By Daniel Overdorf
Stories abound of preachers and plagiarism.
Some are funny: “When Chuck Swindoll starts preaching better sermons, so will I!” Or, “If I use one source, it’s plagiarism; if I use two sources, it’s research.”
Other stories, though, are heartbreaking. Churches have fired ministers for preaching sermons downloaded from the Internet. Other preachers have kept their jobs but split their churches—half their members not wanting to serve with a leader they feel has broken a bond of trust.
Plagiarism is using someone else’s material without giving credit. And it tempts even the most faithful of us.
The temptation might stem from a lack of confidence—we worry our own creations aren’t good enough.
Or, the temptation might rise from pride—we want our listeners to think we are intelligent, thoughtful, and creative, thus our egos hesitate to credit others when we borrow insightful material.
Some preachers fail to control their schedules, and the nearer Sunday looms, the more the Internet lures with its vast storehouse of sermons.
Others simply choose laziness over diligent study and preparation.
For these reasons and more, plagiarism plagues and weakens today’s pulpit.
Before we cancel our subscriptions to PreachingToday.com, however, or empty our bookshelves of all resources other than our Bibles and notepads, we should acknowledge that the same resources that tempt us to plagiarize can provide valuable insights and guidance that improve our sermons. My spiritual journey and my understanding of Scripture have benefited from numerous others—from Augustine to A.W. Tozer, N.T. Wright, Ben Witherington, Craig Blomberg, and Walter Brueggemann. My approach to preaching—and sometimes to the preaching of particular texts—has benefited from John Chrysostom, Fred Craddock, Haddon Robinson, Timothy Keller, Tom Long, and Bob Russell.
Should I ignore these voices when I prepare a sermon? Should I disregard the insight and wisdom of others who have gone before? Does everything I say in the pulpit have to be completely original?
How do faithful preachers—those who stand before God and their congregations with homiletical integrity—navigate the tricky terrain between research and plagiarism?
Certain convictions guide our discussion of research, plagiarism, and the pulpit.
• Convictions about preaching
Preaching involves God speaking his Word through his person to his people.
If this statement is true, then we as preachers must begin by allowing God to speak his Word. Preachers who copy sermons from the Internet or book chapters rob themselves and their listeners of Spirit-led study and saturation of Scripture.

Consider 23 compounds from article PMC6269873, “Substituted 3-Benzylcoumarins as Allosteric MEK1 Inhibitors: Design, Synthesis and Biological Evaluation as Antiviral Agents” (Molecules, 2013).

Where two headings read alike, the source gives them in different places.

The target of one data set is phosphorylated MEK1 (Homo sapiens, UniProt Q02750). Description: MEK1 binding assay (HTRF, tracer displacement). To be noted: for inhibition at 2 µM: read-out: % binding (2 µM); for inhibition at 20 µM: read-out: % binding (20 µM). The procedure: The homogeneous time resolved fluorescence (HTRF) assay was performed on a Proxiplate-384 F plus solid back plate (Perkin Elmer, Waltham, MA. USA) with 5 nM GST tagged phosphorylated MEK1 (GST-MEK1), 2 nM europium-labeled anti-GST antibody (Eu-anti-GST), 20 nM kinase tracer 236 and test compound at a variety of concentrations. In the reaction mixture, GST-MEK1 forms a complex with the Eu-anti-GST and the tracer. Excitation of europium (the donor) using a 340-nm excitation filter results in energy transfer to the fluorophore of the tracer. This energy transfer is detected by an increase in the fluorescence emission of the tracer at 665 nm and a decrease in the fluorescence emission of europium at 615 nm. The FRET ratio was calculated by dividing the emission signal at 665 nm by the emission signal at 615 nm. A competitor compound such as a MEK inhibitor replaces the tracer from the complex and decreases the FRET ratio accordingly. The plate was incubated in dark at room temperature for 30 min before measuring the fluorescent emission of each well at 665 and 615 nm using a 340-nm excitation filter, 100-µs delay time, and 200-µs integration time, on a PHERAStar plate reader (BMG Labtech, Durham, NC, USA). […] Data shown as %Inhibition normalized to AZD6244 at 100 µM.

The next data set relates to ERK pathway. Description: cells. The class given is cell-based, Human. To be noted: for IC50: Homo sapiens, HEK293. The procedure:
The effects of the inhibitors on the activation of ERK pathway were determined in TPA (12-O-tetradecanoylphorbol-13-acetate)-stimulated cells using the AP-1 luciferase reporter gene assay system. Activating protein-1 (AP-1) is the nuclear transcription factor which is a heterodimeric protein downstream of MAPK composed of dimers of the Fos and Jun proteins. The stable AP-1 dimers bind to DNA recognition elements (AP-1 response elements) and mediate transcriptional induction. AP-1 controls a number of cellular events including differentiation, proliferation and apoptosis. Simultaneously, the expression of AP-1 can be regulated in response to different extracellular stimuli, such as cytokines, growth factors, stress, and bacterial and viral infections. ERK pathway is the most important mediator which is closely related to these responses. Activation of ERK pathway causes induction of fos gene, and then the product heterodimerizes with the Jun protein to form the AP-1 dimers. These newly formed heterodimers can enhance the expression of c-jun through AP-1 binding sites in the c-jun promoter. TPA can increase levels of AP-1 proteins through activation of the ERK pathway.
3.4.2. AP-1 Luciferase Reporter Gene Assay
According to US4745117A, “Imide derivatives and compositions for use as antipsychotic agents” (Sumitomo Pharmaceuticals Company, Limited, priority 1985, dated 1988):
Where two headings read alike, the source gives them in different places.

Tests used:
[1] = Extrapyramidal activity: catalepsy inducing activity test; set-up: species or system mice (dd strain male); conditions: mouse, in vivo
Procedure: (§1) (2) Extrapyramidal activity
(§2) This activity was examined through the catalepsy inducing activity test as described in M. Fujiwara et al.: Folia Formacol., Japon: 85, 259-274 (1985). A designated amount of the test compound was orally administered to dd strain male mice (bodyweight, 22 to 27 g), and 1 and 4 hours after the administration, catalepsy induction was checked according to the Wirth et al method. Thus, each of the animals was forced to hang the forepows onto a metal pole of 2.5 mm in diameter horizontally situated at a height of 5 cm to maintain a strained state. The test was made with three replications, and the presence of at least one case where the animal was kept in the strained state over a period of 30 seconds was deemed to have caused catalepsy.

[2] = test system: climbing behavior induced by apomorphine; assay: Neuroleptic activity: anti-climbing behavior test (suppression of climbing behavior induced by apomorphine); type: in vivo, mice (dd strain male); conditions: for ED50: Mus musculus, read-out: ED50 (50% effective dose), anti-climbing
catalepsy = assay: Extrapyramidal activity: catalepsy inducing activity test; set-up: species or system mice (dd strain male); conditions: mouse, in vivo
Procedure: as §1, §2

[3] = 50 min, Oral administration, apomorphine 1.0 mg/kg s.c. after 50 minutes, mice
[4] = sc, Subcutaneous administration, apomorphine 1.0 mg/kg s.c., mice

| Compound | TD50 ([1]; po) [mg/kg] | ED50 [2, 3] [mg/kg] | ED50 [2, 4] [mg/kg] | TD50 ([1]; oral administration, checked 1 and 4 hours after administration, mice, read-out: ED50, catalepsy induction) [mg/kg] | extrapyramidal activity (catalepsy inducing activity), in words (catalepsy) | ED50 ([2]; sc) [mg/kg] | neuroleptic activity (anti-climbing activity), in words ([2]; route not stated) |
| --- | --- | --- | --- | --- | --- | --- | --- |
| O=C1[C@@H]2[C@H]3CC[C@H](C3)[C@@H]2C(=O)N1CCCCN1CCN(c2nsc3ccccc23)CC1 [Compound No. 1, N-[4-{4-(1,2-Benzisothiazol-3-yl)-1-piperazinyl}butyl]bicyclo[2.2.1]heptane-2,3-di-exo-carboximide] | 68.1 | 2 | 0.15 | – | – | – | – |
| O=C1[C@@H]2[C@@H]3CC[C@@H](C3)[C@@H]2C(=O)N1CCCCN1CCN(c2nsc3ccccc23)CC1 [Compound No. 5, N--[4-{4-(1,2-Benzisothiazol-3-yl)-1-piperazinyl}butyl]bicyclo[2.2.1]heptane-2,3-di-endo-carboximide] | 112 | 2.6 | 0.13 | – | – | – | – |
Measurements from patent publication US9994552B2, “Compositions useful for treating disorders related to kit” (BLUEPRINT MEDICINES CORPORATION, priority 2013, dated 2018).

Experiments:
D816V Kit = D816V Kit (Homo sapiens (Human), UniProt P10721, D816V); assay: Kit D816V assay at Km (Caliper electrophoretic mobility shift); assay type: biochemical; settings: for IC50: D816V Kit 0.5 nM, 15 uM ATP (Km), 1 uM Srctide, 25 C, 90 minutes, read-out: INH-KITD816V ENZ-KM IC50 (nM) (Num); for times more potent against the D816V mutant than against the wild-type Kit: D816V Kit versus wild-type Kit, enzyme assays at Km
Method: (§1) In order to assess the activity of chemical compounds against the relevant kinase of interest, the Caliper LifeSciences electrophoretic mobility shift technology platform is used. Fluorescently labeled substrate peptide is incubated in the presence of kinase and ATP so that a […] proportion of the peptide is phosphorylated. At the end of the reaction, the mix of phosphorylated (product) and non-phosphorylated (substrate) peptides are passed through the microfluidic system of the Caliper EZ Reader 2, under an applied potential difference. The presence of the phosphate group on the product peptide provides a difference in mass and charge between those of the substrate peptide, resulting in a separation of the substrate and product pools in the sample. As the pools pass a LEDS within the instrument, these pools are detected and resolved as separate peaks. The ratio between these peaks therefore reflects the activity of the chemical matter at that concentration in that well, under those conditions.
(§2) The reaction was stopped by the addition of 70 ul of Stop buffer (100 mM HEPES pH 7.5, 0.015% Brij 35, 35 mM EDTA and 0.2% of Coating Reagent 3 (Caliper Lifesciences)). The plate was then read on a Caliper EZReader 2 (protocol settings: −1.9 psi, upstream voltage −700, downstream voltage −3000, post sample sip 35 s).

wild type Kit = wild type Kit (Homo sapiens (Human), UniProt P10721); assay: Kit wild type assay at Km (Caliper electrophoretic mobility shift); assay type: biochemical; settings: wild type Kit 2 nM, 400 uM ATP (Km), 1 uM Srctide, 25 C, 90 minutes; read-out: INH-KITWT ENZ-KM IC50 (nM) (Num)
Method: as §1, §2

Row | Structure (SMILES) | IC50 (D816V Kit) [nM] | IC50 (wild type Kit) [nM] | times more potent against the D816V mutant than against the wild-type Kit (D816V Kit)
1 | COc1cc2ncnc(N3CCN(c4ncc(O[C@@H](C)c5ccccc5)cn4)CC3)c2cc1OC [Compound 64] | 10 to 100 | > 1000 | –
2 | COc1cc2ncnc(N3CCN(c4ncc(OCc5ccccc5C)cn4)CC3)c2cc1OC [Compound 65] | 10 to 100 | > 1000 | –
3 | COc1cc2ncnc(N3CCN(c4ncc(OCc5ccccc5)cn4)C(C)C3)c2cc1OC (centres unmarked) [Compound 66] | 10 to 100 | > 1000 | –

Furthermore, God relates his truth through a particular person—the preacher. God uses the preacher’s own personality, experiences, and voice. God proclaims his truth through Andy Stanley differently than he proclaims his truth through you or me. To stand in the pulpit and simply recite what Stanley preached, therefore, circumvents how God intends to use our voices.
Moreover, we relate God’s truth to a particular people. Tom Long often says to preachers, “You are the only person in the world with one foot in this particular text and one foot in your particular congregation.” A sermon delivered by a different preacher to a different congregation will not communicate as specifically or as effectively as the sermons we prepare for the unique communities where we live, minister, and shepherd.
• Convictions about honesty
If we say something—in the pulpit or in conversation—those listening assume the words are our own unless we tell them otherwise. Therefore, if we repeat something we read or heard elsewhere without attributing that source, we mislead our listeners. We imply the words were our own when they weren’t.
This conviction has nothing to do with copyright laws (“I didn’t sell it or make money off of it”) or even getting permission from the source (“He said I could preach his sermon”). It has to do with honesty before our listeners and honoring the trust they place in us.
The solution to plagiarism is simple: if we use a direct quote, personal story, or an original idea from someone else, we need to say so. No sin lies in research or in using borrowed ideas. The lapse of integrity rests in a refusal to credit our sources.
If we use particular, uniquely stated words from someone else, we need to give credit. For example, Corrie ten Boom said, “Never be afraid to trust an unknown future to a known God.” If we use this sentence in a sermon, integrity demands that we preface them with “Corrie ten Boom said . . .”
Also, if we use someone else’s personal story, we need to attribute the story to that person. Perhaps Bill Hybels described a conversation he shared with someone at his gym, and that conversation would provide a helpful illustration for my sermon. Honesty demands that I begin the story, “Bill Hybels tells of a conversation he had . . .”
rather than “When I was at the gym the other day. . . .” Don’t say it happened to you if it didn’t.